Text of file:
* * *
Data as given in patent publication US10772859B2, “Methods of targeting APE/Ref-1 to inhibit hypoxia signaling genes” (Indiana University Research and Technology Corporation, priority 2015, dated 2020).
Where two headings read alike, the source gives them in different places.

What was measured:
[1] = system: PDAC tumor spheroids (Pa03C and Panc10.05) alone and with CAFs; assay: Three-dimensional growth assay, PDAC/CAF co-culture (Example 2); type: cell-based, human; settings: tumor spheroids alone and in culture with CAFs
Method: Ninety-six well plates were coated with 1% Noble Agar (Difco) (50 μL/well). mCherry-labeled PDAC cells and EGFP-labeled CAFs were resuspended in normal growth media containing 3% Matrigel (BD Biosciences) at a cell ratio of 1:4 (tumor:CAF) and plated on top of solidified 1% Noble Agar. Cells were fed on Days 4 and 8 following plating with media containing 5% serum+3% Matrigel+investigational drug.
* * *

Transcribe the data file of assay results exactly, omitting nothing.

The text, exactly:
Data as given in patent publication US10772859B2, “Methods of targeting APE/Ref-1 to inhibit hypoxia signaling genes” (Indiana University Research and Technology Corporation, priority 2015, dated 2020).
Where two headings read alike, the source gives them in different places.

What was measured:
[1] = system: PDAC tumor spheroids (Pa03C and Panc10.05) alone and with CAFs; assay: Three-dimensional growth assay, PDAC/CAF co-culture (Example 2); type: cell-based, human; settings: tumor spheroids alone and in culture with CAFs
Method: Ninety-six well plates were coated with 1% Noble Agar (Difco) (50 μL/well). mCherry-labeled PDAC cells and EGFP-labeled CAFs were resuspended in normal growth media containing 3% Matrigel (BD Biosciences) at a cell ratio of 1:4 (tumor:CAF) and plated on top of solidified 1% Noble Agar. Cells were fed on Days 4 and 8 following plating with media containing 5% serum+3% Matrigel+investigational drug.